Eurozone economy grows at solid pace in Q1

The eurozone economy grew by a solid 0.5 percent in the first three months of the year

3 May 2017 | 14:04

Source: Associated Press

  • Source: Associated Press
  • Last update: 3 May 2017 | 14:04

Pedestrians pass a poster depicting a map of Greece with the letter E being replaced by Euro symbols in Athens, Tuesday, May 2, 2017. (AP Photo/Thanassis Stavrakis)

BRUSSELS: The eurozone economy grew by a solid, if unspectacular, quarterly rate of 0.5 percent in the first three months of the year, official figures showed Wednesday.

The increase reported by statistics agency Eurostat on Wednesday was in line with market expectations but may prove a slight disappointment to some in the markets following a run of other strong economic data across the single currency bloc. A number of economists had predicted a pick-up in the pace of growth from the previous quarter's 0.5 percent.

The eurozone economy has been expanding steadily for a few years now but failed to push into a high gear, largely because the region battled with sky-high debts in many countries, notably Greece.

No country breakdown was provided by Eurostat on Wednesday.

There are hopes that growth will pick up steam in the second quarter following recent surveys indicating an uptick in April, particularly in France. The prevailing view in the markets is that a victory in Sunday's presidential election for centrist Emmanuel Macron over Marine Le Pen from the far-right could further boost the eurozone's second-biggest economy.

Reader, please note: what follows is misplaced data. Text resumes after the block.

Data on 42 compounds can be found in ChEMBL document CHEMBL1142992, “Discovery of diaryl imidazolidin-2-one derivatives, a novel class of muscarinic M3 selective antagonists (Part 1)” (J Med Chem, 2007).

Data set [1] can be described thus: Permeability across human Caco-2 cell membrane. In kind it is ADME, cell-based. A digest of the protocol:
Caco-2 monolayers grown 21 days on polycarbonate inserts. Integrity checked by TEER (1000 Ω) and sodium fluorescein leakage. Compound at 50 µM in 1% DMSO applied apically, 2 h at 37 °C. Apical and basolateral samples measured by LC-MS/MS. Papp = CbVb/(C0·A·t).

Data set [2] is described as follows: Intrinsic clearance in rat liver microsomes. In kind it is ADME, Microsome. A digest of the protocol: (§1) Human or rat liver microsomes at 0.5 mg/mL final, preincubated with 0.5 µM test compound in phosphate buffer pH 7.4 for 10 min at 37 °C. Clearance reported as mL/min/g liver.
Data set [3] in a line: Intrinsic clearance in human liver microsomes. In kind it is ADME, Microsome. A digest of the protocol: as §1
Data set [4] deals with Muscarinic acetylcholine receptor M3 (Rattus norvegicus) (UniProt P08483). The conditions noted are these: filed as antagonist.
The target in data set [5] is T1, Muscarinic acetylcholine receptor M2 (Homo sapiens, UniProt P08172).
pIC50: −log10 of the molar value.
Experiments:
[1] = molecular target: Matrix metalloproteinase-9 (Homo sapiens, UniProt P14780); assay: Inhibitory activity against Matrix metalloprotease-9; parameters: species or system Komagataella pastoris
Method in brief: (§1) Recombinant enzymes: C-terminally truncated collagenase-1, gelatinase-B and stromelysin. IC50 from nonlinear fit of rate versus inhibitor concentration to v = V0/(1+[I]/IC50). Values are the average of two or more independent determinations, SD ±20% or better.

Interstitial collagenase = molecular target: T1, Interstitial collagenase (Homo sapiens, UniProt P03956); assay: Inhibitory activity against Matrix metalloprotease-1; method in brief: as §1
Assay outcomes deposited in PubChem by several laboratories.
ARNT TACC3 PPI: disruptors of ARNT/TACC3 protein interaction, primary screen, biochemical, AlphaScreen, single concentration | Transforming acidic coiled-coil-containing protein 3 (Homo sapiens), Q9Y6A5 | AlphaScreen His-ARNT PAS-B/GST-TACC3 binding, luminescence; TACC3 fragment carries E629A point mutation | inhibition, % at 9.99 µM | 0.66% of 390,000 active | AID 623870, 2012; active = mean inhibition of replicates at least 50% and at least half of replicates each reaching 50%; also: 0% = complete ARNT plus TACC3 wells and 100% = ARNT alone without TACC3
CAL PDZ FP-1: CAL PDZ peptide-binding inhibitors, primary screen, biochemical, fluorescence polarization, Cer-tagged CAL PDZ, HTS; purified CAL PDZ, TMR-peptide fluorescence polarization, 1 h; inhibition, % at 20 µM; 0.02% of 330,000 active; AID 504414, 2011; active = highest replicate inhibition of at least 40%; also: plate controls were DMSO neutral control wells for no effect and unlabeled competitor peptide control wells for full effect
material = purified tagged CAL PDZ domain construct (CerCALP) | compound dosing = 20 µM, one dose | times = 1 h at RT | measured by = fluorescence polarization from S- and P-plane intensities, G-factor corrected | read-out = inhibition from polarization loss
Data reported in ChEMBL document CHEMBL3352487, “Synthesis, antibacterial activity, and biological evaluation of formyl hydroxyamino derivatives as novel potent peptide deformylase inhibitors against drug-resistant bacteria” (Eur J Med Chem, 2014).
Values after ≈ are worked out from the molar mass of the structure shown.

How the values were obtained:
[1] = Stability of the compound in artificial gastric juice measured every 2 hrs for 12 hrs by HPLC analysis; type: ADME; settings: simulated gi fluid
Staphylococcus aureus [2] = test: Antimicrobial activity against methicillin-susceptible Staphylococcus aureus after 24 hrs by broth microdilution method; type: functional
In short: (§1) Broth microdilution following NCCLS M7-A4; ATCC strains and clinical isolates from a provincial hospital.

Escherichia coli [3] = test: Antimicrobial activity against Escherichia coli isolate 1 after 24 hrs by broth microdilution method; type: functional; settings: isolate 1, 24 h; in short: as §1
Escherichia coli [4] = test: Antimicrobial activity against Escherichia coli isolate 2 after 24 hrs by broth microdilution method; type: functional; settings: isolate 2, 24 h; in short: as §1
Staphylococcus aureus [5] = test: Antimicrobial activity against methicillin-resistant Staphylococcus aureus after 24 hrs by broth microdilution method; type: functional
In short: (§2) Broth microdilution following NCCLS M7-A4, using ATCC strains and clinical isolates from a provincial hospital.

A string of general elections in key eurozone states has been identified as a potential risk to economic growth this year, as populist or extremist parties could endanger the region's commitment to the euro. However, defeats for populist politicians in Austria and the Netherlands have shored up confidence in the markets that there won't be a lurch toward a break-up of the single currency or of the wider European Union itself.

However, concerns over Britain's withdrawal from the EU remain. In March, before calling a general election, Prime Minister Theresa May triggered the formal two-year Brexit process. There are already signs that worries over Britain's future are hurting the country's economy — growth slowed to 0.3 percent in the first quarter of the year from 0.7 percent in the previous three-month period.

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